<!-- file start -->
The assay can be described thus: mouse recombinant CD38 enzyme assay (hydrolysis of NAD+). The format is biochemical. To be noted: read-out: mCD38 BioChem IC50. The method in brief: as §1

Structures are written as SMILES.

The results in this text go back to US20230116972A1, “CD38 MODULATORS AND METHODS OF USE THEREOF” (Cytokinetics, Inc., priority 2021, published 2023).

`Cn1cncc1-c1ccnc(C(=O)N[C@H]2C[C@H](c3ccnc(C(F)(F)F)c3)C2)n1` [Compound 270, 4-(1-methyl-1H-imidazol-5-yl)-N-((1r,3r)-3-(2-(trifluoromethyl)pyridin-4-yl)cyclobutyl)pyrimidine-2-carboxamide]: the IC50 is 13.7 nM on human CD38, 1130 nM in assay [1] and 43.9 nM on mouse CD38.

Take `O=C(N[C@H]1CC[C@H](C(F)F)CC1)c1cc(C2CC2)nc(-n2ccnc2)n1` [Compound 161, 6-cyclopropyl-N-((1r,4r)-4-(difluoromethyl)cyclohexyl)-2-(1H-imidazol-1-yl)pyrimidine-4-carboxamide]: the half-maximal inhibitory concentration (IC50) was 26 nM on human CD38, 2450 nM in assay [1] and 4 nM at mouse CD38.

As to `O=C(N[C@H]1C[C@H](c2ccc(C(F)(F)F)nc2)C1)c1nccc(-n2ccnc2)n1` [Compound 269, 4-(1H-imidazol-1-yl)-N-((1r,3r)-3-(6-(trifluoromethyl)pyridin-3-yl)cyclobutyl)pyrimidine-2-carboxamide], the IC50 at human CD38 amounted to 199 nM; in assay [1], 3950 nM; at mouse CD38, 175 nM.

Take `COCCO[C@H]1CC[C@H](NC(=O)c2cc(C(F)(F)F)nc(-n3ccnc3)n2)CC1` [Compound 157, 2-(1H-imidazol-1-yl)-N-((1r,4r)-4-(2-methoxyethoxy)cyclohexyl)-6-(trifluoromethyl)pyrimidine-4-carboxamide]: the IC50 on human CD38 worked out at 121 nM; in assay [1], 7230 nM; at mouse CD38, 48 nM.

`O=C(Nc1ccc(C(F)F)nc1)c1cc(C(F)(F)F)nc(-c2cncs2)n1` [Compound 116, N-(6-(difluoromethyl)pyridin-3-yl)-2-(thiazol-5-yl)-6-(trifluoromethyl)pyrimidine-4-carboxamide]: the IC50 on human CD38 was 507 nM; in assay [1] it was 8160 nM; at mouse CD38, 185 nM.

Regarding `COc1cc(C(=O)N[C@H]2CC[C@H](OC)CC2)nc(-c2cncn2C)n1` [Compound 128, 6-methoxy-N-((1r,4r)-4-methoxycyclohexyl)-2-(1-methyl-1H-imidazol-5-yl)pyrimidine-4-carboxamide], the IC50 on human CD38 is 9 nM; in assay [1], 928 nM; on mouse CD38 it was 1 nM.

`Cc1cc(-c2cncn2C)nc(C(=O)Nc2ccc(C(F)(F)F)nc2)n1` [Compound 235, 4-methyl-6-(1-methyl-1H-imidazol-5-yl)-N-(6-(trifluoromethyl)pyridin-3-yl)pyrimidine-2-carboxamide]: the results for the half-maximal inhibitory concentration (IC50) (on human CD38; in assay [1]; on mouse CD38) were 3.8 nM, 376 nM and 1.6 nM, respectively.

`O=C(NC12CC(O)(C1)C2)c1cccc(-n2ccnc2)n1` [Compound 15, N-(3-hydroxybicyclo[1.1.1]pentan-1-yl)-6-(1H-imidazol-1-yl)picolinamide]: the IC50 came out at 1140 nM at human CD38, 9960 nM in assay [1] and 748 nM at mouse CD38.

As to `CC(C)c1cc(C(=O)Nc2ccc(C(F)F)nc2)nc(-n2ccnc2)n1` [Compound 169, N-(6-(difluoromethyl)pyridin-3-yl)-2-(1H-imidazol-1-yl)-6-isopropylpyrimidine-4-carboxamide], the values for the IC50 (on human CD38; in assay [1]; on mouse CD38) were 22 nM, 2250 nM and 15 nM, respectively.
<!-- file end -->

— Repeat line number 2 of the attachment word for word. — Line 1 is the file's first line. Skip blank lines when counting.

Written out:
Structures are written as SMILES.